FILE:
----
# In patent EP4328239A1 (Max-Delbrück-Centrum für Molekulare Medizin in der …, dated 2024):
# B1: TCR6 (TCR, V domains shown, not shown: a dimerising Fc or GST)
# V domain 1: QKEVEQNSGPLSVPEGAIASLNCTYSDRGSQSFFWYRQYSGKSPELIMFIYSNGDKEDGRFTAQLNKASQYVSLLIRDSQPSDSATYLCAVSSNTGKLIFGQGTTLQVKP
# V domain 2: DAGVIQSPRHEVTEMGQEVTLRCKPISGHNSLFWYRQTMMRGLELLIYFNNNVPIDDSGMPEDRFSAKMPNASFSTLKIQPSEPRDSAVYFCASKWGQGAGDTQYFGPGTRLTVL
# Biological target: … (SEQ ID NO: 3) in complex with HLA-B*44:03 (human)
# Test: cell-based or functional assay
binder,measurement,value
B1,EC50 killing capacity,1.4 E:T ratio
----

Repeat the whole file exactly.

# In patent EP4328239A1 (Max-Delbrück-Centrum für Molekulare Medizin in der …, dated 2024):
# B1: TCR6 (TCR, V domains shown, not shown: a dimerising Fc or GST)
# V domain 1: QKEVEQNSGPLSVPEGAIASLNCTYSDRGSQSFFWYRQYSGKSPELIMFIYSNGDKEDGRFTAQLNKASQYVSLLIRDSQPSDSATYLCAVSSNTGKLIFGQGTTLQVKP
# V domain 2: DAGVIQSPRHEVTEMGQEVTLRCKPISGHNSLFWYRQTMMRGLELLIYFNNNVPIDDSGMPEDRFSAKMPNASFSTLKIQPSEPRDSAVYFCASKWGQGAGDTQYFGPGTRLTVL
# Biological target: … (SEQ ID NO: 3) in complex with HLA-B*44:03 (human)
# Test: cell-based or functional assay
binder,measurement,value
B1,EC50 killing capacity,1.4 E:T ratio